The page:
During a short-term missions trip to Costa Rica in February, Maryland farmer J.C. Lowery, 19, was bowled over by his hostsí reception. The family of eight lived in a tiny single-room house and slept on mats on the floor. At meal times, they didnít have enough chairs, so some perched on wooden blocks. Lowery was seated in the best chair.
The next day his hosts had cut branches and made him his own chair. “It blew me away to see how much they cared for me – a stranger – with the little they have,” Lowery told Charisma. “Their love for Christ just spilled over.”
It is time for Christians in America to rediscover the biblical call to hospitality, the Pahlows believe.
“I feel that the church in America needs to get real,” Ben says. “Most American Christians are totally self-focused. We need to develop an outward focus and invite the stranger in.”
Julian Lukins is a staff writer for World Relief, the humanitarian arm of the National Association of Evangelicals. In 2004, World Relief volunteers helped welcome 6,290 refugees to America. To learn more, go to www.worldrelief.org
Open Hearts Open Homes
One Chicago couple has learned that genuine hospitality opens huge doors for ministry.
Rick and Desiree Guzman have befriended many strangers. Their response, Rick says, is born out of a Spirit-led desire to reach out to people.
“For me, hospitality is summed up by Jesus in Luke 6:31: ‘Do to others as you would have them do to you,’” Rick, 27, says. “As a baby, Jesus Himself was a refugee in Egypt. His family had to depend on the hospitality of strangers.”
Rick and his 29-year-old wife, Desiree, a teacher, have come alongside several refugee families in their hometown of Aurora, Illinois-visiting with them, having them over for meals, taking them out on trips and even inviting them along on vacations.
Sharing their faith, Rick points out, is a natural progression. They befriend refugee families, many of whom have Muslim backgrounds, not with the “ulterior motive” of witnessing but because Jesus would have done the same.
Neither is the relationship a one-way street. “Our experience helping refugees and just doing life with them has probably had a larger impact on us than it has on them,” says Rick, who works for the Illinois Department of Corrections and hopes to attend law school.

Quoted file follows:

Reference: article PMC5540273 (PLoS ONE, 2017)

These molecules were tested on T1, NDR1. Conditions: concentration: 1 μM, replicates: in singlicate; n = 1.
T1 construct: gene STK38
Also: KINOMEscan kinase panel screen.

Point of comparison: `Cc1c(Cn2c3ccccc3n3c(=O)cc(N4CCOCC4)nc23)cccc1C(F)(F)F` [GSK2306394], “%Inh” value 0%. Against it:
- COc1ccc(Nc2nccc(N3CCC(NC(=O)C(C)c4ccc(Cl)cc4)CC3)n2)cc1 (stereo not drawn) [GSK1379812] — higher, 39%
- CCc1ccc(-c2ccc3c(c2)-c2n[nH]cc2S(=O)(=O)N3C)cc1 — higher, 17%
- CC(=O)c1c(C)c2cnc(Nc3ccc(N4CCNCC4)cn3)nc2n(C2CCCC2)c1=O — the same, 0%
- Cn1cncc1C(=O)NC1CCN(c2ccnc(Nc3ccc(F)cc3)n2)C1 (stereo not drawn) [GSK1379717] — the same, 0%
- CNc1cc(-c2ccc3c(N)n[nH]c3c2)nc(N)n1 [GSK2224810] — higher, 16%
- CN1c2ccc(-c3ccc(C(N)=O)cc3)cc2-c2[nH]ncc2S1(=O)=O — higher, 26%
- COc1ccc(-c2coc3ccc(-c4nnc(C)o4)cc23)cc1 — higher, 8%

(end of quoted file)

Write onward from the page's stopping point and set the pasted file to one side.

He and Desiree launched their own nonprofit group, The Tolbert Refugee Assistance Foundation. They cut back their wedding expenses and requested donations in place of gifts so they could expand their outreach to strangers.
The bond with one family in particular, refugees from eastern Africa, has grown especially strong. Last year, when the mother, Halima, was about to give birth, she called and asked Desiree and Rick to come to the hospital with her. During labor and the delivery, Desiree was at her side while Rick paced the floors “like a nervous dad.”
When the baby was born, Halima announced his name: Rick Jabril Musa. Rick and Desiree, members of Community Christian Church in Aurora, were stunned.
“There’s little doubt in our minds that the bonds we have formed are lifelong,” Rick adds. “They are more like family to us than anything else.”
Although Rick and Desiree do not have children of their own, they bought a minivan fitted with three child seats to transport their refugee friends.
The Guzmans’ dream is to buy a boarding house to accommodate refugees and others at a reduced rent. Their idea is to set the rent money aside and later give it back to their renters to help them make a down payment on a house of their own.
Says Rick: “The most important thing, in my view, is reciprocating Christ’s love through practicing hospitality and loving others.”